Category Archives: solar power

Carbon Fee and Dividend In-Depth

From the Citizens Climate Lobby website:

The Basics of Carbon Fee and Dividend:
1. Place a steadily rising fee on fossil fuels (coal, oil and gas).
2. Give all of the revenue from the carbon fee back to households.
3. Use a border adjustment to discourage business relocation.
4. It’s good for the economy AND even better for the climate.

“…phased-in carbon fees on greenhouse gas emissions (1) are the most efficient, transparent, and enforceable mechanism to drive an effective and fair transition to a domestic-energy economy, (2) will stimulate investment in alternative-energy technologies, and (3) give all businesses powerful incentives to increase their energy-efficiency and reduce their carbon footprints in order to remain competitive…”

Read more.

Download Carbon Fee and Dividend, a full-text version of CCL’s Carbon Fee and Dividend proposal.

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1952: Smoke pouring from the New Farm Power House in Brisbane, Australia caused numerous complaints from residents. Source: Wikimedia Commons
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As solar becomes more cost-competitive, utilities look at how new technology affects their business models

This is occurring all over the country with respect to large utilities pushing back against the different forms of renewable energy, especially solar. It’s from the Al Jazeera America news site. This explains the issues quite well.

From  Al Jazeera America contributor, Renee Lewis:

States weigh rate changes for rooftop solar:

“Utilities don’t want to risk losing financial (compensation) for their investments in the grid to serve all customers, while rooftop solar developers don’t want to lose business opportunities if their potential customers are not compensated as highly by utilities when excess rooftop solar generation is sent back to the grid,” read a recent blog post by Pierre Bull, a policy analyst for the Natural Resources Defense Council (NRDC).

Following Nevada’s decision, California’s new rules for solar customers showed there is a “better way,” Bull wrote.

California’s PUC decided last week to take a pause to look at grid impact and market analytics before making its decision.

In the meantime, “they have assured existing net metering customers that their generation will continue to be credited at the full retail rate, which is a good, reasonable approximation for the benefits they provide to the grid,” Bull wrote.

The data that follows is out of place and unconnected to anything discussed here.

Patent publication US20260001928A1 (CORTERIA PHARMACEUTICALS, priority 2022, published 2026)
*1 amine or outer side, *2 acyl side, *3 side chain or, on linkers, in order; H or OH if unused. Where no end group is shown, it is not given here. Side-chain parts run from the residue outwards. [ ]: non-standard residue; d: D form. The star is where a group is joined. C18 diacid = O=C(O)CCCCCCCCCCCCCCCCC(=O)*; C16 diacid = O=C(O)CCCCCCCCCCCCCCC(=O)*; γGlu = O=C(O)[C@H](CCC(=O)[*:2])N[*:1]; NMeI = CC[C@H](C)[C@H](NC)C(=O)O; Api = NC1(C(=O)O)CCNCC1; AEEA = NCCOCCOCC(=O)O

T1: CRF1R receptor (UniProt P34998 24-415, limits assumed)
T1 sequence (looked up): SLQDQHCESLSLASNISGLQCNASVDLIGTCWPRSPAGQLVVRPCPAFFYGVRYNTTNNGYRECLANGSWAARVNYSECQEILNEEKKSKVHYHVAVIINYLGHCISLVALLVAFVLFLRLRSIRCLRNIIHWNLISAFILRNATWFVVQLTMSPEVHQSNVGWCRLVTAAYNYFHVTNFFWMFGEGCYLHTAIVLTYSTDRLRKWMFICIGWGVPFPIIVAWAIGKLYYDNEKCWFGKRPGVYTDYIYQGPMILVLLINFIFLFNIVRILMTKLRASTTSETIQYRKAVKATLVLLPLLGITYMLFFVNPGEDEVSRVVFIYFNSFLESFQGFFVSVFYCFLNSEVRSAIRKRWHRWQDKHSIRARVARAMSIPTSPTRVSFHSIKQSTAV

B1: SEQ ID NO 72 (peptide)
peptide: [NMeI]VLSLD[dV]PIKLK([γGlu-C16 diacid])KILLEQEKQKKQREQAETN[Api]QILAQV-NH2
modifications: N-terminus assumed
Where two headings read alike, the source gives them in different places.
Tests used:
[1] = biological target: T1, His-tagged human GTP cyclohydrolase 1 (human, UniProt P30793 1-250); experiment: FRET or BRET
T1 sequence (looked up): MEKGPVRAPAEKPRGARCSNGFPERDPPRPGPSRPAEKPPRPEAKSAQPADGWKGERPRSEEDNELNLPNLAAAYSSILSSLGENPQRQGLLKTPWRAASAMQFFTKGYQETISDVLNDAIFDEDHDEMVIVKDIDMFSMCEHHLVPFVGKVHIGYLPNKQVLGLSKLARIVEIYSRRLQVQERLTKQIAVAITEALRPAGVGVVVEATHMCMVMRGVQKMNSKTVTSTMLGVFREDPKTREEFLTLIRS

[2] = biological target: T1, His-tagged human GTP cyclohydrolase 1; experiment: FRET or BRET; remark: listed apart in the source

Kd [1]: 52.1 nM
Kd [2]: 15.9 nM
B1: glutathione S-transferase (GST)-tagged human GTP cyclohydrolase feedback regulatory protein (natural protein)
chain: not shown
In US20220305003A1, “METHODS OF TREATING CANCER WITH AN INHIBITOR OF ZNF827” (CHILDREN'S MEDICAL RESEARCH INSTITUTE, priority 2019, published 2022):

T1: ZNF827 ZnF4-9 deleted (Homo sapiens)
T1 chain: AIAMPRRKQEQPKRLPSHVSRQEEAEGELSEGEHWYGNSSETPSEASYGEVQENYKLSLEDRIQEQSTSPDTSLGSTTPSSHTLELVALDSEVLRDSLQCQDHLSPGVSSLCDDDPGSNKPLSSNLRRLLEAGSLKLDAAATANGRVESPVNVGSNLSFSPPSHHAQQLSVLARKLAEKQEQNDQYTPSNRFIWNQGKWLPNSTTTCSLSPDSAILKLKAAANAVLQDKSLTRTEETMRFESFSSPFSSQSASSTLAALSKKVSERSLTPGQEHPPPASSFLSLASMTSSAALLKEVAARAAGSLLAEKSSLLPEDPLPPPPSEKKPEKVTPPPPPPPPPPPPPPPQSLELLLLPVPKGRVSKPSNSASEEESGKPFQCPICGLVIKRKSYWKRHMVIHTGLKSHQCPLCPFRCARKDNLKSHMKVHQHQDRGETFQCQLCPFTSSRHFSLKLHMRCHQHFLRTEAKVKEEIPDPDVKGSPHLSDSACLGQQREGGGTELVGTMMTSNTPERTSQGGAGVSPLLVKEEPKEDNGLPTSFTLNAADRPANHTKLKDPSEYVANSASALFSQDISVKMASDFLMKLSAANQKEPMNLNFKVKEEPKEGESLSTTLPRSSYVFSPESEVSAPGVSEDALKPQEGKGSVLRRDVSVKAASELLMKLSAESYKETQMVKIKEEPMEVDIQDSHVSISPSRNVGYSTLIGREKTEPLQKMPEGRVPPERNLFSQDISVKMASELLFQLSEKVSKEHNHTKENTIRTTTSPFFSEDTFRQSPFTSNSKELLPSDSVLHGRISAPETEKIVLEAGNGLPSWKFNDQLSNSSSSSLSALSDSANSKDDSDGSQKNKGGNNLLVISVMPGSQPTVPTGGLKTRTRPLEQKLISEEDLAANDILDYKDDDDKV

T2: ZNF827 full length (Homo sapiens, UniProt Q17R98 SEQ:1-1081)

Last week, California’s PUC upheld net metering by 3-2, allowing solar customers to continue lowering their overall power bills — which assists them in paying off the investment in rooftop solar…

Read more.

solar installation
IMAGE: JOHN HARRINGTON / SUNRUN / AP

 

Everybody aboard the energy omnibus: House preparing comprehensive electricity bill

House officials are creating an “omnibus” energy bill, which may lead to one of the more interesting debates on Beacon Hill in years. House Speaker Robert DeLeo (pictured below) has been discussing this for some time, his approach being that when there are many debated yet related issues, the best thing is consolidate them into one bill and begin negotiating. The advantage is that it may be better to address the state’s energy issues in a way that’s not fragmented up into multiple bills.

From CommonWealth Magazine contributor, Bruce Mohl (January 14, 2016) —

A conference committee consisting of members from the House and Senate was appointed to resolve the different net metering approaches of the two branches, but there has been little progress. Many think net metering and the whole issue of solar incentives may be tossed into the omnibus pot.

One source said it will be interesting to see if the House pushes for special incentives for offshore wind at a time when it is trying to cut incentives for solar. Both renewable energy technologies hold the promise of developing new industries of the future, but both require, at least for now, heavy ratepayer incentives to work financially.

Read more.

rdeleo
Speaker of the Massachusetts House, Robert A. DeLeo (D Winthrop)
(from his official webpage)